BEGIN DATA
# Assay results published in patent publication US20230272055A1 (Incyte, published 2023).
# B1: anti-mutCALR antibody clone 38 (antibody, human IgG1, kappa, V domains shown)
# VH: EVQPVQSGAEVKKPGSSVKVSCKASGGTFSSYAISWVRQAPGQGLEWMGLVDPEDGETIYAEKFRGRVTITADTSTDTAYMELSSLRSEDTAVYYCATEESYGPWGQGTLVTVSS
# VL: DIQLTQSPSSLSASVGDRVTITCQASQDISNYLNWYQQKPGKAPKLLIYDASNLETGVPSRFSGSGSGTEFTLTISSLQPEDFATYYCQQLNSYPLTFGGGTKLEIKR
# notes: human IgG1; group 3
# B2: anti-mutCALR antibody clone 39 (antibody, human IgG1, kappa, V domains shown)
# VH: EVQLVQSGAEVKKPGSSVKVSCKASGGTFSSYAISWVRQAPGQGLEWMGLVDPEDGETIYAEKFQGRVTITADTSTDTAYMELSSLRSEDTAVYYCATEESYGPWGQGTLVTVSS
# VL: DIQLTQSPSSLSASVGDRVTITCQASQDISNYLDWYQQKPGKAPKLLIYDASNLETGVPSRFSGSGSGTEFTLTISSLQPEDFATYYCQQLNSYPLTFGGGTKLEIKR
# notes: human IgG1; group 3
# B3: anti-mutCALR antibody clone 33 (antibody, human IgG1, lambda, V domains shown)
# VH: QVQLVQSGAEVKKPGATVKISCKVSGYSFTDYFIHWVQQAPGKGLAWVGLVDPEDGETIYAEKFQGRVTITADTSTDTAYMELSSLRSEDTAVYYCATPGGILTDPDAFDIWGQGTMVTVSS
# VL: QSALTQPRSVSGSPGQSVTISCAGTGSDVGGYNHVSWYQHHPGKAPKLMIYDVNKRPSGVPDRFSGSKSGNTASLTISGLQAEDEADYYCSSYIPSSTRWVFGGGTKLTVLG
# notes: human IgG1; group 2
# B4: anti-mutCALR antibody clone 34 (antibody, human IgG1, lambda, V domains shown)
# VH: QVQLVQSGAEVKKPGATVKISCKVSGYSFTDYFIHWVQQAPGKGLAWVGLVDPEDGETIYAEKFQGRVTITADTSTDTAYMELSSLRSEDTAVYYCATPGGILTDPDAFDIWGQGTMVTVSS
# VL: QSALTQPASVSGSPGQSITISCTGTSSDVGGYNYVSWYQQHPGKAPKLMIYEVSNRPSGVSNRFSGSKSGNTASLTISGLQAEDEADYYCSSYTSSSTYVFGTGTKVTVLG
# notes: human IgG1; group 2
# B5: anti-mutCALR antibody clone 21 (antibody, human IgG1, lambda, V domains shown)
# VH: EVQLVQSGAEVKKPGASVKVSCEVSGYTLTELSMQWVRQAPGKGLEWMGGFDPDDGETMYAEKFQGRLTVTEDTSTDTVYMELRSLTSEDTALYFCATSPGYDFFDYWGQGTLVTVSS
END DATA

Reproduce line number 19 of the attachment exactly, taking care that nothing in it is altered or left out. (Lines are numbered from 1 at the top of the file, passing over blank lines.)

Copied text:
# VH: EVQLVQSGAEVKKPGASVKVSCEVSGYTLTELSMQWVRQAPGKGLEWMGGFDPDDGETMYAEKFQGRLTVTEDTSTDTVYMELRSLTSEDTALYFCATSPGYDFFDYWGQGTLVTVSS